What is the capital market?
What is a capital market and how does it work? Looking for a simple capital market definition? We’ve got you covered.
What is the capital market?
The capital market definition refers to a broad spectrum of tradable assets, including the stock market, the bond market, the foreign exchange market as well as other venues used for trading various financial products. It allows investors, companies, banking institutions and governments to trade stocks, bonds and other instruments, either publicly or privately. Capital markets seek to improve transactional efficiencies.
The stocks and bonds in the capital market are medium-to-long-term, meaning the investment is typically secured for more than a year. As stocks are used extensively by companies as a means of raising the necessary capital, a capital market meaning is that of a venue where savings and investments are channelled between the suppliers who hold capital and those seeking capital.
Where have you heard about capital markets?
As “capital market” is an overarching term, you’re probably more familiar with specific market names, such as the London Stock Exchange or the New York Stock Exchange.
Capital markets play a significant part in economics as they supply funding for long-term investment and improvement, which contributes to economic growth.
What you need to know about capital markets...
Apart from bonds and stocks, capital markets may involve trading of other financial securities, including derivative contracts, such as options, various loans and other debt instruments, and commodity futures.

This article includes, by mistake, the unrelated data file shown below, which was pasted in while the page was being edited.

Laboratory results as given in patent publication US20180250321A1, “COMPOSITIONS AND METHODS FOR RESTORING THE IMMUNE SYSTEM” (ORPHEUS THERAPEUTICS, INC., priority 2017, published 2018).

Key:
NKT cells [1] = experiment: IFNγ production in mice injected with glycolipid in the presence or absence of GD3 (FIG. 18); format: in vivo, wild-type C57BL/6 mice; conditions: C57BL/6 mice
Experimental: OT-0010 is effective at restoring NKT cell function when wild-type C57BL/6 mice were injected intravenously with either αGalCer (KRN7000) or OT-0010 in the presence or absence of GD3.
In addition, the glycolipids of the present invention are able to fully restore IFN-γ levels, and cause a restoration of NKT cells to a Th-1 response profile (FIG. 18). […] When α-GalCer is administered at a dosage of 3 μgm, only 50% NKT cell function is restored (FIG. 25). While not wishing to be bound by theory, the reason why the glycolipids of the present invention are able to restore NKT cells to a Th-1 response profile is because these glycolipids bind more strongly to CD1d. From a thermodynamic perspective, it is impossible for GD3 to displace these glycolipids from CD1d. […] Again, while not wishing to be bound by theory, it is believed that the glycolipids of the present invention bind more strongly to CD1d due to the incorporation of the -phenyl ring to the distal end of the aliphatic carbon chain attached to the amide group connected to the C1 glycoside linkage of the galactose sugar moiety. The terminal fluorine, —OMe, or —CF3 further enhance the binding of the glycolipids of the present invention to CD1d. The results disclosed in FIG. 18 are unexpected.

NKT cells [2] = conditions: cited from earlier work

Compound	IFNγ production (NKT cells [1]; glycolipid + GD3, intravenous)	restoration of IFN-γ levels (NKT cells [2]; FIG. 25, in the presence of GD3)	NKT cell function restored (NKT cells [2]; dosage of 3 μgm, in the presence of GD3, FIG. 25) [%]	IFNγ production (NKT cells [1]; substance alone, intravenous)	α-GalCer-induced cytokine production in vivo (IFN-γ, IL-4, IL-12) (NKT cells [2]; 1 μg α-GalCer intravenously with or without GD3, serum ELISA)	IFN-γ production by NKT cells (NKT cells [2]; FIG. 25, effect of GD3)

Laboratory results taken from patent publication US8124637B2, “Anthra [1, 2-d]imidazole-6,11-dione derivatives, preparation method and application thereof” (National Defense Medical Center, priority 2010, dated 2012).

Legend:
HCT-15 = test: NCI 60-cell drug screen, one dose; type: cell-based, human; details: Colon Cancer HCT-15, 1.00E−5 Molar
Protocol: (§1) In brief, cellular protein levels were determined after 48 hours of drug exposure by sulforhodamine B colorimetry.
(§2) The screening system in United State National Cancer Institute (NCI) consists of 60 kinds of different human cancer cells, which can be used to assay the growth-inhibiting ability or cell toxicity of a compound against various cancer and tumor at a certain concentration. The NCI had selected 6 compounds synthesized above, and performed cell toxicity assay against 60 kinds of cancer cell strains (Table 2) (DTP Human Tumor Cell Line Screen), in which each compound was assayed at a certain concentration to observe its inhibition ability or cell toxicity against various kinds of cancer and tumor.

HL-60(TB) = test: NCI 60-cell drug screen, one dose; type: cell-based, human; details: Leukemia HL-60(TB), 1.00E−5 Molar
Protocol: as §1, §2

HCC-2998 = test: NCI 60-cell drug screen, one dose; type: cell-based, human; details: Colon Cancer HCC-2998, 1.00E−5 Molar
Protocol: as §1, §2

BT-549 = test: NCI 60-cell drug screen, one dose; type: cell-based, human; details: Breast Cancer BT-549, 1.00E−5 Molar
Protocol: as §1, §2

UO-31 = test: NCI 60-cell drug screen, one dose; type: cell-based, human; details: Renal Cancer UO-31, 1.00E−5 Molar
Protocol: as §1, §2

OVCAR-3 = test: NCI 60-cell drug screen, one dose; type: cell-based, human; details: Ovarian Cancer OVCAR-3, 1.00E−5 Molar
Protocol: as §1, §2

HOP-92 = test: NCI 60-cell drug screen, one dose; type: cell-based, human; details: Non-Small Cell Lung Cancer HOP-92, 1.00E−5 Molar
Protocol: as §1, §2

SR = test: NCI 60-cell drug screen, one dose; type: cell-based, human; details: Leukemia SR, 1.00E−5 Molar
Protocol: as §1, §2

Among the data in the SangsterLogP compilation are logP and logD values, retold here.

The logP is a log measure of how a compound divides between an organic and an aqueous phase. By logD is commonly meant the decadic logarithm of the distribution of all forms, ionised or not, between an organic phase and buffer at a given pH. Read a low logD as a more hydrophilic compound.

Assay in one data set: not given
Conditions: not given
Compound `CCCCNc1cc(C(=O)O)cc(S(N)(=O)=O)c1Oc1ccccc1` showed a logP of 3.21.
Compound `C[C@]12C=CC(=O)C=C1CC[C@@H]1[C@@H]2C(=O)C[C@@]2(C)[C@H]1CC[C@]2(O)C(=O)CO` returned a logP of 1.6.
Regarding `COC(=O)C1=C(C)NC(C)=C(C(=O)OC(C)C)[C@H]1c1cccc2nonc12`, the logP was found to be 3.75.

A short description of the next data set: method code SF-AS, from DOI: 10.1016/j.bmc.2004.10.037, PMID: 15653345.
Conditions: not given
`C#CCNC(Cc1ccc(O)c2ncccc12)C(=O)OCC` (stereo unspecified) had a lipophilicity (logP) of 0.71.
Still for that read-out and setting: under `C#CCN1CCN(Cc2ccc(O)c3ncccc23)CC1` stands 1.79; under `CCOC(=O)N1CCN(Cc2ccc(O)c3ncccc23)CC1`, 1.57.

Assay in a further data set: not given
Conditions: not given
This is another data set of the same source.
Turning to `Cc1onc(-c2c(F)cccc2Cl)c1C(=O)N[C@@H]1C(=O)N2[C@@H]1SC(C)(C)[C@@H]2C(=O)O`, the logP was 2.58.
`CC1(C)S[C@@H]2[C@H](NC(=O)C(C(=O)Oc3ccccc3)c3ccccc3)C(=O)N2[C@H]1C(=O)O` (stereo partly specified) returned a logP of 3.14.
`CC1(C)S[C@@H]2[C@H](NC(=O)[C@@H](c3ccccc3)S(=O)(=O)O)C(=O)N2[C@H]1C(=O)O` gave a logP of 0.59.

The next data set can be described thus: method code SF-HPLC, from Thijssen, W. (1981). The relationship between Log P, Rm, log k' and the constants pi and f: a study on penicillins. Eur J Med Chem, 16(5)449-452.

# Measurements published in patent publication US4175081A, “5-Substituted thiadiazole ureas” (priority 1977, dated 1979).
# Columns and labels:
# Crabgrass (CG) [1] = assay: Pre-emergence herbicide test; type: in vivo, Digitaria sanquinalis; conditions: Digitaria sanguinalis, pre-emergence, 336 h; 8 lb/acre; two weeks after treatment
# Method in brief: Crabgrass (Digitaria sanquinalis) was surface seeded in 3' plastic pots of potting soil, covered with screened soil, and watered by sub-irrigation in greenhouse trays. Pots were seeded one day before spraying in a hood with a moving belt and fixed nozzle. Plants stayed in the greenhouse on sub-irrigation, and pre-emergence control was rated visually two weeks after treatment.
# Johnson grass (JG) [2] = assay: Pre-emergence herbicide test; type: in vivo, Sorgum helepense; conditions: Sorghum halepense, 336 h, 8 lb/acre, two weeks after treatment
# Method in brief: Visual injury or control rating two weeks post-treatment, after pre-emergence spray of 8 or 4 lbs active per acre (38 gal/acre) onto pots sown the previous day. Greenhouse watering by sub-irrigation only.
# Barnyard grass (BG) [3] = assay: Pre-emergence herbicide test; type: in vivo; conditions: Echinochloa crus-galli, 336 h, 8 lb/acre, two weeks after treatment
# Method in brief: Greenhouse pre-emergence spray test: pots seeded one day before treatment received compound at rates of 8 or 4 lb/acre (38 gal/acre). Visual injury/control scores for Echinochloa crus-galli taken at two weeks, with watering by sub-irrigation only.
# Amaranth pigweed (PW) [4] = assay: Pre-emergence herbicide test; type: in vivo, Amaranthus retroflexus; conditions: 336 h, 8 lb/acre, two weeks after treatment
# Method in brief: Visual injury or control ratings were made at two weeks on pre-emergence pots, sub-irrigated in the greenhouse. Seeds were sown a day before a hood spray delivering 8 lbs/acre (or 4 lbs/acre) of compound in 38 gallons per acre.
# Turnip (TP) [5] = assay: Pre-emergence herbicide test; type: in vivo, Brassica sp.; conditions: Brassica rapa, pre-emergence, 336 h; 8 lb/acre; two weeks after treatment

Some capital markets are available to the public directly while others are closed to everyone except large institutional investors. Private trading, mostly between large institutions with high-volume trades, occurs via secured computer networks at very high speeds. Both stock and bond markets make up a very significant portion of the total volume of capital market trades.
Capital markets are composed of primary and secondary markets. The majority of modern primary and secondary markets are computer-based electronic platforms.
The primary markets are the ones where newly issued stocks and bonds are traded. These are used by companies and governments to raise funds: investors buy directly from the issuer. Governments issue only bonds, whereas companies often issue both bonds and equity.
These securities are known as primary offerings or initial public offerings (IPOs). When a company goes public, it sells its stocks and bonds to large-scale and institutional investors, such as mutual funds, hedge funds, pension funds and sovereign wealth funds.
The secondary markets, on the other hand, are the ones where existing stocks and bonds are traded. The variety of offered assets is much wider here. Issuing companies do not have a part in the secondary market.
Existing securities are traded among investors, usually on an exchange, over-the-counter or elsewhere. The Hong Kong Stock Exchange and Nasdaq are examples of the secondary market.
Although stocks and bonds are sold in both markets, the secondary market is the one that is most commonly known as the “stock market.”
Capital markets are supervised by financial regulators, such as the US Securities and Exchange Commission and the Bank of England.
Today, capital markets are a crucial, integral part of a functioning modern economy as they provide the opportunity to transfer money from the people who have it to those who need it for productive use.